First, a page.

Not A FrogPad But Close

While you might think one-handed keyboards are a niche item, if you have reduced function in one hand or you only have one hand, they are pretty important. [Kian] was getting ready for surgery that would put his left arm out of commission for a while, which spurred the construction of a one-handed keyboard inspired by FrogPad.

There was a time when creating a new keyboard would have been a significant task. These days, it is reasonably easy and [Kian] simply repurposed an existing kit for a split keyboard. Using just half the board was easy since it is made in two parts already.

There have been many attempts at building effective one-handed input devices over the years, and the circa 2002 FrogPad is one of the better devices. Like most one-handed keyboards, it uses layers. The top layer has the most common keystrokes to minimize the number of layer changes required to type common text.

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Illustrated Kristina with an IBM Model M keyboard floating between her hands.

Keebin’ With Kristina: The One With The Grabbity Gloves

I keep saying I need to stay away from auction sites, but then I wouldn’t have as much fodder for Hackaday, would I? As I write this, I’m waiting on a Dell AT101W, which will be my first keeb with Alps switches. Well, hopefully it has Alps SKCM salmon or black switches — according to Deskthority, it might have rubber domes. If it doesn’t keyboard, I will probably salvage the switches and build something more ergonomic. Either way, I’m thinking we need a post about Alps switches, because some people think they’re even better than Cherry MX switches.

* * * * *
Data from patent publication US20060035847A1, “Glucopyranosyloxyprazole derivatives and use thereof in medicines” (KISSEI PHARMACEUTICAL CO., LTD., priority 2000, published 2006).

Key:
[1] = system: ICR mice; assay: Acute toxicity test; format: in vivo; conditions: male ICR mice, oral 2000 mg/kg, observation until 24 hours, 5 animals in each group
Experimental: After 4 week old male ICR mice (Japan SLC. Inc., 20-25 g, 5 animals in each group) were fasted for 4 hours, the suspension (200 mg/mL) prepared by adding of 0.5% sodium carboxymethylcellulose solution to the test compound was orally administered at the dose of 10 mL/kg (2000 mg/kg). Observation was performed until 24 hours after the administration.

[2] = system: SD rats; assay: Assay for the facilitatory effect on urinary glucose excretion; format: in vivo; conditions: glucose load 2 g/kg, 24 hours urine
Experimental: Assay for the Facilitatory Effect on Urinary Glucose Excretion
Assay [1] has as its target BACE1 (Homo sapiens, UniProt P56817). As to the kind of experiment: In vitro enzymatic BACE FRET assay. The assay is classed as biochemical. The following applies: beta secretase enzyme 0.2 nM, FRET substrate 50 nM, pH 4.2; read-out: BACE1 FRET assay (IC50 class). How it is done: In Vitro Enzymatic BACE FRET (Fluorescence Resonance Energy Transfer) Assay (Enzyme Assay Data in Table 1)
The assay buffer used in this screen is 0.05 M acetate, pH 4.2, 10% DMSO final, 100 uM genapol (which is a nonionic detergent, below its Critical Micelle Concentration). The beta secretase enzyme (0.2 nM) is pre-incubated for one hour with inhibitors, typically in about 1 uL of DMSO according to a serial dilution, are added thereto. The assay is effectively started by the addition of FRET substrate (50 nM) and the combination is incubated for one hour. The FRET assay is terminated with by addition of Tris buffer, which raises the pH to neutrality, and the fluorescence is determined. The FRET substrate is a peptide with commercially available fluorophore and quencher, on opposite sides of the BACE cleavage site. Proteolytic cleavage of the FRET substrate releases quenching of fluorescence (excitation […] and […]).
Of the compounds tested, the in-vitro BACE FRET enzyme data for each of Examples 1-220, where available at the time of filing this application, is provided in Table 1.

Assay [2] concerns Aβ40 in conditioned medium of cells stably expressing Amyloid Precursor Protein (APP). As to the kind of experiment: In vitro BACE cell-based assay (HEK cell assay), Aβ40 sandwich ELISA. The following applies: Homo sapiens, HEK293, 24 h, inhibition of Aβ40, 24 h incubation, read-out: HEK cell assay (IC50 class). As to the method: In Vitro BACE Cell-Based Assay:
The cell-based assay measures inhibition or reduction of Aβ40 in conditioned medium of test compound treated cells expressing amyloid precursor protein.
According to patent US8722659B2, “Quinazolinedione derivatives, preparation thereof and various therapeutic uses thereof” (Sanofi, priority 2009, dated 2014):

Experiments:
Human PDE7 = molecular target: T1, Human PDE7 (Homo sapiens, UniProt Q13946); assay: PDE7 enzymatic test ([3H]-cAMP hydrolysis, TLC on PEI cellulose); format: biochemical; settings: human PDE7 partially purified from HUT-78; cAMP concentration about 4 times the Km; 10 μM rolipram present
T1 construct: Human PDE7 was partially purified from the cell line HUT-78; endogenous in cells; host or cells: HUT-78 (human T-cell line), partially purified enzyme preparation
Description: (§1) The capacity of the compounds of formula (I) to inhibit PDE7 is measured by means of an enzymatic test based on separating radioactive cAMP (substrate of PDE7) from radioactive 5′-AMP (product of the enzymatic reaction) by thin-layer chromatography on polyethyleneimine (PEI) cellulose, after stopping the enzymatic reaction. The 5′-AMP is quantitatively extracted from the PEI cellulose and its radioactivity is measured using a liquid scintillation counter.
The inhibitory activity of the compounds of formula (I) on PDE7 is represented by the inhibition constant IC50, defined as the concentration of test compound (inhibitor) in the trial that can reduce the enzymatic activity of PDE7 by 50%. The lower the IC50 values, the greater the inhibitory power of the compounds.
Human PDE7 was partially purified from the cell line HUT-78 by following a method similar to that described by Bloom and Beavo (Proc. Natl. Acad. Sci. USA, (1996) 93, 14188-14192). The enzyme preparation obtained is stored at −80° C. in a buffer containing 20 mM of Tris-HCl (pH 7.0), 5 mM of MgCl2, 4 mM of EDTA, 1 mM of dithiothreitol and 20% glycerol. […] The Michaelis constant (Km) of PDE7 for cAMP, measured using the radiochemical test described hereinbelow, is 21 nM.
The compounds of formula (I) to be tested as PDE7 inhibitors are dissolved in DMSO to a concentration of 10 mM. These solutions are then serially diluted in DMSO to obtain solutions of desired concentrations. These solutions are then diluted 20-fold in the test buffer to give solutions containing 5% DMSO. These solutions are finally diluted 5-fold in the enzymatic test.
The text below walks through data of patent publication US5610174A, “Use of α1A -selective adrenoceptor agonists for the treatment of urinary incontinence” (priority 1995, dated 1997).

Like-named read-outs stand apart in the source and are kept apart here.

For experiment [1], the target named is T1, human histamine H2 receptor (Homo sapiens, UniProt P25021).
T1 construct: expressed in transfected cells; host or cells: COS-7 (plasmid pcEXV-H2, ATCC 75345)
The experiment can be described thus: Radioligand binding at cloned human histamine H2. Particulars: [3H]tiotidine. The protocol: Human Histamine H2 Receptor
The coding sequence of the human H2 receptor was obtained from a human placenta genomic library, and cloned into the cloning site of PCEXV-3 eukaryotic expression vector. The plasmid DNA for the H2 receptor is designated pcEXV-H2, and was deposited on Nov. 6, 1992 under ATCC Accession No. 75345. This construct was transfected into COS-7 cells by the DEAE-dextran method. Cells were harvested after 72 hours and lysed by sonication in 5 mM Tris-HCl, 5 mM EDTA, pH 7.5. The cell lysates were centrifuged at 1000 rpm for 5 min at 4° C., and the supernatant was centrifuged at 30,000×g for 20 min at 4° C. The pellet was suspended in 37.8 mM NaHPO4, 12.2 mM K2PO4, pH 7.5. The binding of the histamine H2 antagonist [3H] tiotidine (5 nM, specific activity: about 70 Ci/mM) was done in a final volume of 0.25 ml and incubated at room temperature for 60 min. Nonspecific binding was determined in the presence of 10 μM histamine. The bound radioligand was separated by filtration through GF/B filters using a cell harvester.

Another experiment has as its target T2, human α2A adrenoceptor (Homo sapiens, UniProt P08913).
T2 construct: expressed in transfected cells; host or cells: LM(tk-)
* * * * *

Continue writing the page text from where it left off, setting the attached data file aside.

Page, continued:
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Inputs Of Interest: DecaTxt Ultra-Portable Chording Keyboard

Now here’s a stocking stuffer of a keyboard. The DecaTxt is the size of a deck of cards, and at first glance it looks like some kind of pocket Keno machine or other gambling or gaming apparatus. But that’s just because it’s so colorful. When you only have ten keys emulating a full keyboard, there’s bound to be some serious labeling going on, as there should be.

DecaTxt demonstration from IN10DID

The DecaTxt is a Bluetooth 4.0 chording keyboard that’s meant to be used with your phone or whatever you want to pair it with. It was originally called the In10did, which stands for Input Nomenclature Ten Digit Interface Device. Catchy, no? At some point in the last ten years, this little guy went wireless and got a cooler name — the DecaTxt. Continue reading “Inputs Of Interest: DecaTxt Ultra-Portable Chording Keyboard”